Another possibility that occurs to me is to use vodka. I have some already, and using a small amount of it will still be cheaper than shelling out for the isopropyl alcohol at exorbitant cost. Is there anything else in vodka, apart from the ethanol and water, that I should be wary of? On the other hand, if the Yahoo Answers people are right, I should not be using ethanol at all on the laptop screen. (But then again, Yahoo Answers does not have a very good reputation for accuracy. I trust The Dope much more.)

(Sorry this got so long. :o)

Just buy some isopropyl alcohol at Amazon (I see it there) or some other internet vendor. It’s a few dollars a bottle plus shipping but it’s a better deal than the spray can.

Hmm. £7.49 for 250 ml, with courier shipping from That still seems expensive to me. (And I am not sure about the courier shipping. What happens if I am not in when the courier arrives?)

U.S. Amazon are not going to be shipping it to Britain for cheap, and anyway, if I was still in the the US I would just pick it up at the drugstore.

I’ve used straight up 95% ethanol to clean a lot of LCD screens over the years without any trouble. I think you can probably do the same. Really, ethanol and isopropanol are pretty interchangeable for this sort of purpose. I doubt you’ll find an LCD screen which resists isopropanol but will be destroyed by ethanol or methanol.

Yeah, I had feeling the guy on Yahoo was full of shit about ethanol. So do you think the vodka is the best idea?

Why not try plain water? I have cleaned laptop screens that way for years.

Maybe, that would be good enough for the laptop, but the instructions for the hooks explicitly specify (isopropyl) alcohol, and, incidentally, explicitly say not to use regular household cleaners.

It’s not the alcohol that makes those hooks stick, it’s the lack of dirt and grease. And the adhesive used, of course. Unless the place you want to tack the hooks to is super dirty, I don’t think you need to worry too much about the surface. Wipe it with a wet sponge and let it dry and stick to your heart’s content. They probably don’t want you using other household cleansers lest you wipe some paint off and try to blame them.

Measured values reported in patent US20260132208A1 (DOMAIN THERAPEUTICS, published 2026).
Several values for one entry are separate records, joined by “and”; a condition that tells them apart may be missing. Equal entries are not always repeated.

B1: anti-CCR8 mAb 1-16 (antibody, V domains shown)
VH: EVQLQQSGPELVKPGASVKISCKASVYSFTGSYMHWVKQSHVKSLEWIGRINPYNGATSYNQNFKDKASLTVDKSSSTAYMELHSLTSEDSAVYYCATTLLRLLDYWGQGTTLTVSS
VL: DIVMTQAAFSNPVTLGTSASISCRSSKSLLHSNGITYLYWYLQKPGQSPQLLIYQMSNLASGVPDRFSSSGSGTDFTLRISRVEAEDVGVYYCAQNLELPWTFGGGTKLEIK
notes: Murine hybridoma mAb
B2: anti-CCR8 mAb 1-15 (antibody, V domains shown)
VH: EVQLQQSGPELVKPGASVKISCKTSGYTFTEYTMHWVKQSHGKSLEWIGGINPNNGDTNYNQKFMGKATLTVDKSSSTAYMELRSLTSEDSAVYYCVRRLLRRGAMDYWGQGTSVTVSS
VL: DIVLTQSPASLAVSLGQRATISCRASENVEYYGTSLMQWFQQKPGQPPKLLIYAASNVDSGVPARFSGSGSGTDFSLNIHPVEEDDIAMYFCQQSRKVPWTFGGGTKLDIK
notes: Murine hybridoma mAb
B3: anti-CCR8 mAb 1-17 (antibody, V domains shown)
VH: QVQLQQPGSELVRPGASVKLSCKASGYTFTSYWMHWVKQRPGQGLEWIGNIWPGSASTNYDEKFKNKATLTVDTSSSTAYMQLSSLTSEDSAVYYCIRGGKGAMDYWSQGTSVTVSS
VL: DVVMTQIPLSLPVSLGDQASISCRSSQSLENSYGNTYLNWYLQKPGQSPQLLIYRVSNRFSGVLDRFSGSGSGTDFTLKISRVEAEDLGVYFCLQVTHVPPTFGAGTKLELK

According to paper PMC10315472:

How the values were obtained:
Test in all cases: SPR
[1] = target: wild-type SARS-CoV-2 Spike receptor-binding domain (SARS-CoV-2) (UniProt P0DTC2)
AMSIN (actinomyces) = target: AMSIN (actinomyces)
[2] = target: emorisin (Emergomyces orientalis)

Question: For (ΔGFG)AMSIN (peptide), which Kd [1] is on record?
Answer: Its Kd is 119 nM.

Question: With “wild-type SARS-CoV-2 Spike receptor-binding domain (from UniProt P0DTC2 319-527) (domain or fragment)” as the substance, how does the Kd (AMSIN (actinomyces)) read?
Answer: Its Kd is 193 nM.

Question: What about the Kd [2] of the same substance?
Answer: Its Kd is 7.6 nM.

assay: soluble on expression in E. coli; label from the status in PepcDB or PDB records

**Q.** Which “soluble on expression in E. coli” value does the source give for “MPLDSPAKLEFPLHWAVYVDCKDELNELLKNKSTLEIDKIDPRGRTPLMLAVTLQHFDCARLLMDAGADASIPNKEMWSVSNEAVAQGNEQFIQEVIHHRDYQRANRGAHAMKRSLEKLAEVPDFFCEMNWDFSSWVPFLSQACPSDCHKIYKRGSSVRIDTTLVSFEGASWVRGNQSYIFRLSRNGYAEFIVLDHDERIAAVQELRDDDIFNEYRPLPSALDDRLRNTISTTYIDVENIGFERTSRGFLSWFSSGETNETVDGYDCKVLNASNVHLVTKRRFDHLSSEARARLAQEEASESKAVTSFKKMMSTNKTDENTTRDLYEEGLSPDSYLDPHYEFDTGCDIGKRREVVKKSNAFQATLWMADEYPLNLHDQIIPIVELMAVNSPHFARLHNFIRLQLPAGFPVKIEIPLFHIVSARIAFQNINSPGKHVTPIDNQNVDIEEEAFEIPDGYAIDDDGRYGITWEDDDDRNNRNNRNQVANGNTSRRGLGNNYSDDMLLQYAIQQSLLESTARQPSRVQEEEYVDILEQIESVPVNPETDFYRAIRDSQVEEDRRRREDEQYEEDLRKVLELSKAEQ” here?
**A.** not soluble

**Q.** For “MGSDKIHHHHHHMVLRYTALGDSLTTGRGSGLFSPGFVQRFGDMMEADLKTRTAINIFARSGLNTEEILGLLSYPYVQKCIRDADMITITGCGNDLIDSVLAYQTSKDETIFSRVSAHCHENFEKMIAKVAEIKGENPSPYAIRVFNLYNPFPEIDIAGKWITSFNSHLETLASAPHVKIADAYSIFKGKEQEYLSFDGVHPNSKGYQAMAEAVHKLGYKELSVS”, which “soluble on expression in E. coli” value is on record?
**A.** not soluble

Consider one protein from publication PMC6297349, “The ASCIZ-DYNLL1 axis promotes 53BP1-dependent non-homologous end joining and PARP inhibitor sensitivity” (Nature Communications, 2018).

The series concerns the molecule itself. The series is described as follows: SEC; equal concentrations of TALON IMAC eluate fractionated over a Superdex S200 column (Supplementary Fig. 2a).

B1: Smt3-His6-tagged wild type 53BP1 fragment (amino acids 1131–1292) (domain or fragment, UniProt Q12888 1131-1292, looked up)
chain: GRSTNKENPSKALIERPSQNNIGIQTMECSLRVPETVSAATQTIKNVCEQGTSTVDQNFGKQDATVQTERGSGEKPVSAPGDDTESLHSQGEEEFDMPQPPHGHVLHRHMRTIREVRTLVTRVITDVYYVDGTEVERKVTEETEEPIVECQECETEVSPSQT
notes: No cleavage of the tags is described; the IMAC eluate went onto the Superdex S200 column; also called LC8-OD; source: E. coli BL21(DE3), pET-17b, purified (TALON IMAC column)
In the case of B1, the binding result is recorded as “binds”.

Last time I used one of those hooks I put it up with no pre-wiping. I went to take it down by pulling on the strip as instructed and the tab broke off. Then I tried to pull the hook off the wall and took off all the paint and the paper on the drywall beneath it.

It stuck just fine without having wiped with alcohol first.

Is straight ammonia more available? It would be great for the hooks, just make sure there are no surfactants in the mix. Shake the bottle, if bubbles form and stay, it’s not pure ammonia.

I don’t know whether it would be safe for the laptop screen.

Can you buy (isopropyl) alcohol swabs at your chemist? The kind used for injections. They’re cheap and handy for cleaning screens and lenses.

vodka is a good ethanol mixture for cleaning in most applications.

methylated spirits if it contained any methanol would possibly be bad for a screen being a stronger solvent. ethanol is a weaker solvent and isopropanol even weaker yet.

I bought a dedicated LCD screen cleaner from ASDA several years ago.
It is made by Philips, works well comes with a microfibre cloth.
I use it to clean my plasma screen TV and my spectacles, among other things.
It cost £5 and is very economical.

I was advised to be very wary of other cleaners (standard glass cleaning products etc.) as they may contain ammonia which can damage some displays.

Isopropanol does seem to have become expensive and difficult to source these days.
Yo can get it here among other places.Added info

I bought these swabs - 100 cleans for under 2 quid - and use them for my laptop, sunglasses, phone case etc. Very handy and portable when you’re out.

I don’t know why it would be less available in UK bricks-and-mortar stores. Perhaps some regulations thing. But a quick look on Google’s shopping results yields plenty of people selling it a lot cheaper than Maplins:,mod=7&sourceid=chrome&ie=UTF-8&q=Isopropanol+Alcohol#q=Isopropyl+Alcohol&hl=en&sa=X&prmd=imvnsr&source=univ&tbm=shop&tbo=u&ei=_hPvT_i2D-So0AW56aTUDQ&ved=0CHAQrQQ&bav=on.2,or.r_gc.r_pw.r_qf.,cf.osb&fp=616a7f9838c5dd9&biw=1206&bih=739

If mail order is out then yes, it doesn’t seem to be that readily available.